Jeremy Hunt’s emergency measures to calm financial markets “will only work temporarily” as Liz Truss faces a leadership battle, which will trigger more uncertainty, warns the CEO of one of the world’s largest independent financial advisory organisations.
The warning from Nigel Green of deVere Group, which has $12bn under advisement, comes as the UK’s fourth chancellor in four months reversed on Monday almost all of the Prime Minister’s flagship economic policies set out in the mini-Budget less than a month ago.
He said, “Jeremy Hunt has ripped up almost every policy on which Liz Truss was elected just weeks ago to lead the Conservative Party and become Prime Minister.
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“Amongst other things, he has dropped the plan to cut the basic rate of income tax from 20% to 19% and has torn up the government’s two-year energy bill freeze.
“He says his measures, along with the previous decision not to cut corporation tax and the reversal of the abolition of the 45p top rate of tax, will raise £32bn per year.”
The deVere CEO added, “Markets appear reassured for now. The pound gained and gilt yields dropped as the new chancellor set out his emergency measures aimed at stabilising the extremely choppy waters of the last couple of weeks.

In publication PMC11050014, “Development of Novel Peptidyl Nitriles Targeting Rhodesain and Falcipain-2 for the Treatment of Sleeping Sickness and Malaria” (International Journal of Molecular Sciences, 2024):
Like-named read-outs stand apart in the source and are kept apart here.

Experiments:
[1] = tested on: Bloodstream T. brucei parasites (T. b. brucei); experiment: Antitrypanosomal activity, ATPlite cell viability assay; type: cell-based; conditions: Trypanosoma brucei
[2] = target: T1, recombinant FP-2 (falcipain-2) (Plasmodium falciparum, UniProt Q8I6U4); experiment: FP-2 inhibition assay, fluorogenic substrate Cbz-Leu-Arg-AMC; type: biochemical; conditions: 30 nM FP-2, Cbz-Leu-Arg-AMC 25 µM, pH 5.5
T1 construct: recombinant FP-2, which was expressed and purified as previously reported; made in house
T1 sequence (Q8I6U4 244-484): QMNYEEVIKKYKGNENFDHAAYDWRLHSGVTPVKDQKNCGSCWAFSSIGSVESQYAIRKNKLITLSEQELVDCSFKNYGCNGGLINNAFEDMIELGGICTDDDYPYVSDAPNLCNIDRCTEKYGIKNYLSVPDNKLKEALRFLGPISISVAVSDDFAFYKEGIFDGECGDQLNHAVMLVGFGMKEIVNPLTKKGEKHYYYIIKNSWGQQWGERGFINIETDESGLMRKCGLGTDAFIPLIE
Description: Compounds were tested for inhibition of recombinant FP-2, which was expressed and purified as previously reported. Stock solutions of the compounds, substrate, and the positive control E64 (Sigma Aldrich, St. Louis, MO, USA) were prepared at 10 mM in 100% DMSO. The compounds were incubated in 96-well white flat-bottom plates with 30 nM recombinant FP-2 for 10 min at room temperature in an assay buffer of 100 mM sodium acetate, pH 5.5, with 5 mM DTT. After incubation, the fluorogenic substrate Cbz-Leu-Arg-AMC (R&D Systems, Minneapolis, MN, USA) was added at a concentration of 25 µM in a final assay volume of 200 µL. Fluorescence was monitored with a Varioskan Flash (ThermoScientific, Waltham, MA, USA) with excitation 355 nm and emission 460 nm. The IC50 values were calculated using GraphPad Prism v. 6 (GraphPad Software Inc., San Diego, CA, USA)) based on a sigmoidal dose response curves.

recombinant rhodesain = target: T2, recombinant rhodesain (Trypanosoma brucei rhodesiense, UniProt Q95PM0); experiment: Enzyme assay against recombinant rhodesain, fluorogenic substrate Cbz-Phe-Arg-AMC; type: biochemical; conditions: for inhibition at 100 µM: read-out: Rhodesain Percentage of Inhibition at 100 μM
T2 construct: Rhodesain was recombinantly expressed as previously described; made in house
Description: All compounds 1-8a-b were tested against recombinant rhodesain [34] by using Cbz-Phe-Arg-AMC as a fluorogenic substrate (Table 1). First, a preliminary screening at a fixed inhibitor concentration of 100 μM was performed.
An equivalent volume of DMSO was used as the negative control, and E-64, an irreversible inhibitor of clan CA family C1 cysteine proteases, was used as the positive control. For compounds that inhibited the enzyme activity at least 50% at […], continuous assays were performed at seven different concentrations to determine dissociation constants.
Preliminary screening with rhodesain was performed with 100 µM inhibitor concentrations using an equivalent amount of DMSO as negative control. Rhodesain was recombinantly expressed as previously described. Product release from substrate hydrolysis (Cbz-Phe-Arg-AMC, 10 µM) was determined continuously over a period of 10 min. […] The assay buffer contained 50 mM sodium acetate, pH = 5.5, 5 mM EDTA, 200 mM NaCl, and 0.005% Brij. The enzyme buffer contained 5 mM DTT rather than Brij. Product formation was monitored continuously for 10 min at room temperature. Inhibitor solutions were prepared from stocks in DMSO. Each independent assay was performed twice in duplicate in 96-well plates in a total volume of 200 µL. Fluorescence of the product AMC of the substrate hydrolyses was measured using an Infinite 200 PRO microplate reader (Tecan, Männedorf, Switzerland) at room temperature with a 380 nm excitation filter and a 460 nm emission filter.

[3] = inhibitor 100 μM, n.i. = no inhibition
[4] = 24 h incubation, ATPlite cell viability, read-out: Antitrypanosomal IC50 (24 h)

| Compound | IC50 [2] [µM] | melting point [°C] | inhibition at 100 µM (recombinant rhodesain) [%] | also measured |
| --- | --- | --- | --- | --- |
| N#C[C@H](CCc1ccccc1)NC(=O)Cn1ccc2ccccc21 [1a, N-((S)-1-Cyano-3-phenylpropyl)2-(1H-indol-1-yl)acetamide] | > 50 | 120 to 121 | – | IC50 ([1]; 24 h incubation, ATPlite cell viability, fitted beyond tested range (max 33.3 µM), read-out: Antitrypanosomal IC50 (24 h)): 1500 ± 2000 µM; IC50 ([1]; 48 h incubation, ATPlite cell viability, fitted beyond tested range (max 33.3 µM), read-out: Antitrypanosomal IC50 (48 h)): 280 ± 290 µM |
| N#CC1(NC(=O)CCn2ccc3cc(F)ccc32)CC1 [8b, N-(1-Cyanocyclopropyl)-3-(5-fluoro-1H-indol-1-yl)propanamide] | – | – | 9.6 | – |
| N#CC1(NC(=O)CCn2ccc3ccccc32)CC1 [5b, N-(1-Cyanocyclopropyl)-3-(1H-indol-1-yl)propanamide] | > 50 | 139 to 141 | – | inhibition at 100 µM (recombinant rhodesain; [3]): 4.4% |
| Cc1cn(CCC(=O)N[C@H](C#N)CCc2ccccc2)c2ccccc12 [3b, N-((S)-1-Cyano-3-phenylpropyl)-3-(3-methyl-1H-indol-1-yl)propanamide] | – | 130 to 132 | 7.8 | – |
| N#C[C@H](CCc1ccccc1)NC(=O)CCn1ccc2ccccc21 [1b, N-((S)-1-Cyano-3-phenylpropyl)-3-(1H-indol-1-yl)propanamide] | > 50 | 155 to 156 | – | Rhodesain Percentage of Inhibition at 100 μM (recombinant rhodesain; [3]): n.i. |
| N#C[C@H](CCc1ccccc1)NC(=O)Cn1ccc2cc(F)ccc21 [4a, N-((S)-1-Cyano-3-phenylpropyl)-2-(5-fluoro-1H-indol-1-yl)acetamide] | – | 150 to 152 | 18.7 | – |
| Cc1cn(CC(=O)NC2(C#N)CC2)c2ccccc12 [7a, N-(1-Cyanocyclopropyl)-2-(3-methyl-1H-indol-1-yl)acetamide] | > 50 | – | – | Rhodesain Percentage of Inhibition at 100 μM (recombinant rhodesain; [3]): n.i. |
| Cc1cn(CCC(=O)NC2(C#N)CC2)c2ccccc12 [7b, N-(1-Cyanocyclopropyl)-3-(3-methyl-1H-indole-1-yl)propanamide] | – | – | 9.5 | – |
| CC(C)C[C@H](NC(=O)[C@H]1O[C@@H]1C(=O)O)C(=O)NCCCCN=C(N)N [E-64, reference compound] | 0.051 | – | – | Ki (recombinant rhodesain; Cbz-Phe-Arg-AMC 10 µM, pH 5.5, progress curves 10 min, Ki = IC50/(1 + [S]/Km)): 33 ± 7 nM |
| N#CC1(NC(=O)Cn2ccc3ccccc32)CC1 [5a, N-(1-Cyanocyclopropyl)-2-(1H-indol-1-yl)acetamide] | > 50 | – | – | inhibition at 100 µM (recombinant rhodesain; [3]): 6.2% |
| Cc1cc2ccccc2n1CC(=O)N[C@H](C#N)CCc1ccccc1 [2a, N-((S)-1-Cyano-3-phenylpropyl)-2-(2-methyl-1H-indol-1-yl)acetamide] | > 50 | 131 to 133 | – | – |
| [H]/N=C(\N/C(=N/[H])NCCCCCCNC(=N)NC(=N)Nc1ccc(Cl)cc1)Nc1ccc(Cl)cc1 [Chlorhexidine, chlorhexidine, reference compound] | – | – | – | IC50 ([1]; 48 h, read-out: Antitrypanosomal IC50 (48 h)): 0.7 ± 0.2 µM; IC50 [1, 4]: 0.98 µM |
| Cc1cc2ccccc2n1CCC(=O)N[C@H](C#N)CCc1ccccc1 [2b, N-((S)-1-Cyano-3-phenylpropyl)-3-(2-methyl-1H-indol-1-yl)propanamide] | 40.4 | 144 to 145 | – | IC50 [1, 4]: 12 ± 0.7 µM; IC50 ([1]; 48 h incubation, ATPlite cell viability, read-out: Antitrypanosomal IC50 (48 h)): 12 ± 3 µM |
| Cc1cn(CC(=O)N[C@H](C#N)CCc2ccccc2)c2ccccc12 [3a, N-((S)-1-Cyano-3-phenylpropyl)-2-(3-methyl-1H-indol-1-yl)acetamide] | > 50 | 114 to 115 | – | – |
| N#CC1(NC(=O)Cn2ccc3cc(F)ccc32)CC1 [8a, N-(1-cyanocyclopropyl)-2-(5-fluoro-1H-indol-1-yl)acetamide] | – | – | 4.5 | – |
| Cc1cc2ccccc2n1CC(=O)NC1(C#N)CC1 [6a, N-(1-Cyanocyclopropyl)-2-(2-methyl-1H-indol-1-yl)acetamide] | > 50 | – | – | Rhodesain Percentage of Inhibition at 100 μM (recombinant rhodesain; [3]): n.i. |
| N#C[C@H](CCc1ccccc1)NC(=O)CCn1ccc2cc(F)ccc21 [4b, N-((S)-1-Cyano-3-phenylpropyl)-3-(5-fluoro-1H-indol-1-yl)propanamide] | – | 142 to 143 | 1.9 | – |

“However, we expect that the new measures to calm financial markets will only work temporarily.
“The massive loss of credibility cannot be regained all that rapidly. U-turns and abandoning landmark economic policy after economic policy does not inspire investor confidence and trust.
“Rather it smacks of humiliating economic incompetence.
“Now investors are sensing that Liz Truss faces a leadership challenge within days as her own colleagues, who are worried about losing their seats, plot how to remove the Prime Minister and replace her with another senior Tory.
“The Prime Minister is on course to be the UK’s shortest-serving leader in history – and this all creates further uncertainty which will be translated into heightened market volatility.”
Nigel Green concludes: “Despite Jeremy Hunt’s emergency intervention – which basically means the ripping up of the mini budget – investors sense that the recent enormous turmoil in financial markets has been inflicted by the government and was utterly avoidable.
“Although a safer pair of hands is now in charge at the Treasury, I suspect that brewing political chaos and heightening uncertainty around Liz Truss’s leadership will again trigger market jitters.”